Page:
The maroon beauty achieved $396,000 at what is the second running of the event, which organisers hope will become a yearly tradition.
The vehicle, which Auctions America describes "as an undisputed masterpiece of classic era design", narrowly missed its $400,000 low-end estimate, perhaps due in part to bad wear to the body number, which has left its exact digits in some doubt.
However, the fact that the classic car had remained in such good driving condition ensured that it was not short of suitors.
The Auburn Speedster was priced at $2,245 when it was unveiled in 1935, in the knowledge that the company would make a $300 loss on every sale. Bosses hoped that it would stimulate interest in the company.
A 1934 Auburn Twelve Salon Phaeton was not far behind at the auction, achieving $292,600 at the long weekend of events that realised $18.5m in all, with 60.5% of lots selling.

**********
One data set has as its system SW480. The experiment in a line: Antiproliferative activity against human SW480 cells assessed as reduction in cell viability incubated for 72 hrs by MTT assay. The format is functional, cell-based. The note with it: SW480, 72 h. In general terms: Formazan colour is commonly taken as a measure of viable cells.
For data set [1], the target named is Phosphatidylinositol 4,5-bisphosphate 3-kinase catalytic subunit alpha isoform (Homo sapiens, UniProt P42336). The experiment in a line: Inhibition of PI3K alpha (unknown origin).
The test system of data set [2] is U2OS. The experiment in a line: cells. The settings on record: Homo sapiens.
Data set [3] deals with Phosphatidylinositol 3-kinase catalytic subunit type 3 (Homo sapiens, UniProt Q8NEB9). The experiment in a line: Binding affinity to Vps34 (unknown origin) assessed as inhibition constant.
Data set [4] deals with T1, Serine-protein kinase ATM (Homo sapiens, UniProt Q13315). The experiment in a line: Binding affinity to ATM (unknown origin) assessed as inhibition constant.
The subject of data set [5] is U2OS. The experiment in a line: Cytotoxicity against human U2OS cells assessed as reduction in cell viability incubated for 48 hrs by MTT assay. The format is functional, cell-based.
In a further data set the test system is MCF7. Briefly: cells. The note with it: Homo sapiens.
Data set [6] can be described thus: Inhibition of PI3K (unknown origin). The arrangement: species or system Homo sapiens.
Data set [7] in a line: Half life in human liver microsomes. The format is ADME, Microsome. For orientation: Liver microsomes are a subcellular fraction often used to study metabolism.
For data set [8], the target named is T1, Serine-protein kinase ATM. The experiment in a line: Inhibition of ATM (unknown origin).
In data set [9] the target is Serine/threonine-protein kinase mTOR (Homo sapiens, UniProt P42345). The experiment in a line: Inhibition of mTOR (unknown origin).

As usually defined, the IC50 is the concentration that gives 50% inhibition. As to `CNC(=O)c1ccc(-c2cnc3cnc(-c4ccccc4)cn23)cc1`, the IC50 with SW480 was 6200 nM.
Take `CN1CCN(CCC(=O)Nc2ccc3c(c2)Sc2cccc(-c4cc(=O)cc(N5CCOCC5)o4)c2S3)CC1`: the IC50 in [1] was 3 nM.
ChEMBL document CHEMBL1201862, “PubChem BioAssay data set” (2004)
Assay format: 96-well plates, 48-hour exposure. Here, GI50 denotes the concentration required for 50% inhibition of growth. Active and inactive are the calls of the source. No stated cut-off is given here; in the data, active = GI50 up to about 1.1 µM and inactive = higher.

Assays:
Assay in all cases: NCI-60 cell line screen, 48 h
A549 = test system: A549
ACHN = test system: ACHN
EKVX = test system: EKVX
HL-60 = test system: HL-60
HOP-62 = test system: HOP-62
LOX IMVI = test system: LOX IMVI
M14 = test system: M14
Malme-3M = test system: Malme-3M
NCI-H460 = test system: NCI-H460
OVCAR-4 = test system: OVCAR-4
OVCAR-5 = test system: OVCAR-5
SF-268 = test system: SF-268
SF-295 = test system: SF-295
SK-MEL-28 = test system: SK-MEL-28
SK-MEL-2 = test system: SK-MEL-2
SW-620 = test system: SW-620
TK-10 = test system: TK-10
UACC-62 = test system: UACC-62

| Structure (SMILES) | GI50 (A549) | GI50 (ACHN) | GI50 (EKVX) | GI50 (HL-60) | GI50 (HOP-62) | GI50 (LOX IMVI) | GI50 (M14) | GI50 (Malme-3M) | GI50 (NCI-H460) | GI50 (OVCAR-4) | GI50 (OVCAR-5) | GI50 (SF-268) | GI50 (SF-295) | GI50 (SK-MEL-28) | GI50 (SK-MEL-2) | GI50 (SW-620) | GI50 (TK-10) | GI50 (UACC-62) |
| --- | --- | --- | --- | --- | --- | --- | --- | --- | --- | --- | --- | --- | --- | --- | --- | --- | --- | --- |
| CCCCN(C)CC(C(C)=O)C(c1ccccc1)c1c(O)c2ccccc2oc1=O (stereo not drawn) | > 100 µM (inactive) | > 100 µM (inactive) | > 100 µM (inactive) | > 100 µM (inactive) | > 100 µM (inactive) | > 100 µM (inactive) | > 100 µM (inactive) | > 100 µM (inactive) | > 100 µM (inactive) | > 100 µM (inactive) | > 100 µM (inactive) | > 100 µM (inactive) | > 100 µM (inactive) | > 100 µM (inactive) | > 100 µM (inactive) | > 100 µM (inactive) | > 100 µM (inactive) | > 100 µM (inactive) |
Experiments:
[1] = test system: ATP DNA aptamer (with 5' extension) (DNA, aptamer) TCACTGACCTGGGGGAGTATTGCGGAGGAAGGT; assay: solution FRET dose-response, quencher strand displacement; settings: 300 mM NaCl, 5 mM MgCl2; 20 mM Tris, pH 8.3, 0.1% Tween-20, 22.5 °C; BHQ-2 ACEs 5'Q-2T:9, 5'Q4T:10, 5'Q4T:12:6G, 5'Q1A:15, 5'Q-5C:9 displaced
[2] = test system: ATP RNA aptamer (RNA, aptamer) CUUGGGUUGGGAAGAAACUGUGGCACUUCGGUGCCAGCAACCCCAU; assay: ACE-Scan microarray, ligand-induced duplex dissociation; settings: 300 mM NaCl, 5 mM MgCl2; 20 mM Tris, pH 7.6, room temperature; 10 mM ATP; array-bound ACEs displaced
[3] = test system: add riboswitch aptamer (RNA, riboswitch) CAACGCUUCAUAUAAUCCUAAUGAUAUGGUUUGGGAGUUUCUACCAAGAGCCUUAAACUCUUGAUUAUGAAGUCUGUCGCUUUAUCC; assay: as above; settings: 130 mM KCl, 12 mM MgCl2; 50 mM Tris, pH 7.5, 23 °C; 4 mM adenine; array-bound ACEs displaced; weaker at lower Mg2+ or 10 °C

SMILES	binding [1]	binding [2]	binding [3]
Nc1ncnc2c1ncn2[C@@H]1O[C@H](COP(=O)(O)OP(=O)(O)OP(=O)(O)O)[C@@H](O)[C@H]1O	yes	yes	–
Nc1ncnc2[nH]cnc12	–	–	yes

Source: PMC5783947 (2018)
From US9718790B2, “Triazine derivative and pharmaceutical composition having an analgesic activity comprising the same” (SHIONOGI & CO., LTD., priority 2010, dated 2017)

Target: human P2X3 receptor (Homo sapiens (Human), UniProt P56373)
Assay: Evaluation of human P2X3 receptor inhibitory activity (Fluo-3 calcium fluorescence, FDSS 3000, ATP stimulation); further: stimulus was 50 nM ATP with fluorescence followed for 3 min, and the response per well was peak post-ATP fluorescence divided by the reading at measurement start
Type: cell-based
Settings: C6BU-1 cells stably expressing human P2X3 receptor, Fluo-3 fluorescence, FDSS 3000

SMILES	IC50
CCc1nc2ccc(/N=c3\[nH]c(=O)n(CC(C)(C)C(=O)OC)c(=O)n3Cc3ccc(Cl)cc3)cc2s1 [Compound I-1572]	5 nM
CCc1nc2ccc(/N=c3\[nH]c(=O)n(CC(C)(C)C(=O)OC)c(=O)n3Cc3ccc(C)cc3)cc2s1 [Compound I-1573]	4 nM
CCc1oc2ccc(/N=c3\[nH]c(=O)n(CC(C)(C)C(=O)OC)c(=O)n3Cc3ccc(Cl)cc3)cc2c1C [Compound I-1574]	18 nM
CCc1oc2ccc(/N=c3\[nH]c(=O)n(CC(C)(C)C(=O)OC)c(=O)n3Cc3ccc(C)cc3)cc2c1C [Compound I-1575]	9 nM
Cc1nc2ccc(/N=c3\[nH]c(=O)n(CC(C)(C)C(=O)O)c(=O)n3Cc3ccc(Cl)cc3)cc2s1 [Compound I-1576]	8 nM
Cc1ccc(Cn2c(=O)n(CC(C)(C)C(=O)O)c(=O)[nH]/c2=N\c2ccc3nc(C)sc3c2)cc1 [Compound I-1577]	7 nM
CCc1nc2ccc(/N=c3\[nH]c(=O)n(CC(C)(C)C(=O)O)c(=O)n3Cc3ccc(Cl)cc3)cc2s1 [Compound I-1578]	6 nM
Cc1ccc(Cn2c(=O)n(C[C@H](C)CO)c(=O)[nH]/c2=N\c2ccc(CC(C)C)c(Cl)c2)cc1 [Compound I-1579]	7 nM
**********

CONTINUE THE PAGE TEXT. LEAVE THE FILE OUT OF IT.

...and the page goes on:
Other highlights for classic car collectors included a 1953 Cadillac Eldorado, which made $280,500, and a 1958 Cadillac Eldorado Biarritz, which came in at $179,300.
On the motorcycle front, a 1930 Excelsior Super-X Streamliner went for $33,600, while a 1917 Indian Twin achieved $31,472.
"We are very happy with the results from our debut motorcycle offering in Auburn," commented Glenn Bator, the head of Auctions America's vintage motorcycle division.
"The offering was very well-received and Motorcycle Alley, as it was described onsite, was a hive of activity throughout the weekend."
Paul Fraser Collectibles will bring you further classic car and motorcycle news throughout the course of the year.
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